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Female-Forward: Inside Asheville, NC Chamber’s WomanUP Program

The Asheville Area Chamber of Commerce assists women in business with its WomanUP program. 

By Kevin Litwin on November 30, 2022

Asheville, NC
Asheville / iStock/bizvector

Asheville works hard to support women-owned businesses, and one program making waves is the Asheville Area Chamber of Commerce’s WomanUP initiative. 

The initiative includes events and meetings that allow women to network and support one another in their business endeavors. A half-dozen WomanUP in-person and virtual meetings are staged each year. Hosting venues continue to get larger as the audience grows, with many get-togethers having 250 to 300 participants — sometimes more.

“Women of all ages and from all business sectors are welcome to attend, from entrepreneurs to women in corporations, and most of our gatherings are breakfast events, along with an occasional luncheon. Again and again, attendees call these programs inspiring and empowering,” says Erin Leonard, vice president of communications for the Asheville Area Chamber of Commerce. “We sometimes bring speakers from outside the area who bring fresh ideas. It’s especially inspiring to hear from businesswomen right here in our community.”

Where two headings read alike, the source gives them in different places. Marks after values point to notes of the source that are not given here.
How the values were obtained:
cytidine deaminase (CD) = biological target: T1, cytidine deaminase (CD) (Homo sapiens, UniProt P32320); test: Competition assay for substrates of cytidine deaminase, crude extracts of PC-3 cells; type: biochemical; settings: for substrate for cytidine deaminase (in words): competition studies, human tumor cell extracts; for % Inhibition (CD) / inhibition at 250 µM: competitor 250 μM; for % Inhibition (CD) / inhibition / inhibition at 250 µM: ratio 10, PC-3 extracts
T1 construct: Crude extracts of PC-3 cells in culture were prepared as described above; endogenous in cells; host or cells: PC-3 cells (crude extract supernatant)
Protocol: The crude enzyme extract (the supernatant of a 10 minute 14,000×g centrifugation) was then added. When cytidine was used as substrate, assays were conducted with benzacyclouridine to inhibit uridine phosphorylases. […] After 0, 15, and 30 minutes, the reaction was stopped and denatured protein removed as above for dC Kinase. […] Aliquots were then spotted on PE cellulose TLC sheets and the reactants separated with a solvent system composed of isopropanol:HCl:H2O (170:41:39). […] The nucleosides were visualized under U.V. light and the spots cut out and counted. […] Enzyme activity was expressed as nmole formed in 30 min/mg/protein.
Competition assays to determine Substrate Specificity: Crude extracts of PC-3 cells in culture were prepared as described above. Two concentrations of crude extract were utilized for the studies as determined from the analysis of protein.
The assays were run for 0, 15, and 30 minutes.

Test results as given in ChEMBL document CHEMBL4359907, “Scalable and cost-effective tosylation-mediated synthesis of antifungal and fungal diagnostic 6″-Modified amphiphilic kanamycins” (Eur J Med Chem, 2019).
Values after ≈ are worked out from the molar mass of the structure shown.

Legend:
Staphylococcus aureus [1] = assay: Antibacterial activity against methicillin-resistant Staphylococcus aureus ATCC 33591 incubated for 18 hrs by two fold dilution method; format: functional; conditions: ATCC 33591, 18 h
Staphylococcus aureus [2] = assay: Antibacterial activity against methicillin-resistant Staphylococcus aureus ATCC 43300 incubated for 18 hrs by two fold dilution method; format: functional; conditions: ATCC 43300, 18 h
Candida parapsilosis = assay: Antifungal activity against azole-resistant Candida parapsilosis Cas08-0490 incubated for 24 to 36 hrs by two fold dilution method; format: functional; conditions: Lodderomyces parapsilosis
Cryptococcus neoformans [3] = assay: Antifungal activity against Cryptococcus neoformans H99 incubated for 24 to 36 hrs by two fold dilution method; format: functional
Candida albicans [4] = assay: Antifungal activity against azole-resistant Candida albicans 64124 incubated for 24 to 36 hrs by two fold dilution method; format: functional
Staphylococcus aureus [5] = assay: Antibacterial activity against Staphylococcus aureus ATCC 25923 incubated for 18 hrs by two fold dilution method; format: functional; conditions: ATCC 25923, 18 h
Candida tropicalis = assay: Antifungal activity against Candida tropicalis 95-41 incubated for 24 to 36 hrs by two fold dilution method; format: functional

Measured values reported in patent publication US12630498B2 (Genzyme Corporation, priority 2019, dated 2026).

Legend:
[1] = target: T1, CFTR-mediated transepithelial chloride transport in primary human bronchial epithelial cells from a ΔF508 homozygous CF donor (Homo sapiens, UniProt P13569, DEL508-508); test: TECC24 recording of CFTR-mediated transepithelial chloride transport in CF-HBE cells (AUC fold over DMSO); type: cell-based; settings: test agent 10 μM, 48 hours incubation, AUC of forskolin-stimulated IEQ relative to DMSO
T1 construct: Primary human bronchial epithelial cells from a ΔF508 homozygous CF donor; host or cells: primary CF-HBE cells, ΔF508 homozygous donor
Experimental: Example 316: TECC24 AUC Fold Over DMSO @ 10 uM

Meeting topics vary, as some might focus on leadership, while others cover communication skills, marketing, mentorship, financial advice, inspirational stories and how to balance work and family.

“These days, there are many women leaders throughout the Asheville region in business, government, nonprofits, research and education,” she says. “That includes our entire city council, our city and county manager, president of UNC Asheville, and quite a few of our leading small businesses.”

Her Two Cents

The final WomanUp meeting of the year includes an awards ceremony to honor women in several categories. These include Woman Executive of the Year, Outstanding Woman Nonprofit Leader, Impact Award and much more.

“The awards are voted on by area women, with nominations due about a month before our final meeting,” Leonard says. “WomanUP is a very worthwhile effort. Also, everyone is encouraged to sign up on our WomanUP email list to receive program updates and other good information.”

Leonard points out that the Chamber also has a program called Elevate that assists male and female entrepreneurs and small-business owners. Another community resource that helps nurture women entrepreneurs is the Western Women’s Business Center, a program of the Carolina Small Business Development Fund. Western Women’s Business Center is not affiliated with the Chamber, but the two organizations partner on initiatives for women from time to time.

“One final point about WomanUp — a woman named Laura Webb was instrumental in getting this program started about seven years ago, and Laura now has a podcast called Her Two Cents,” Leonard says. “Laura is a financial adviser who talks about all things financial that will help women in business. She provides some great advice for local women in their business journeys.”

If you’d like to learn more about the Asheville area, check out the latest edition of Livability Asheville, North Carolina

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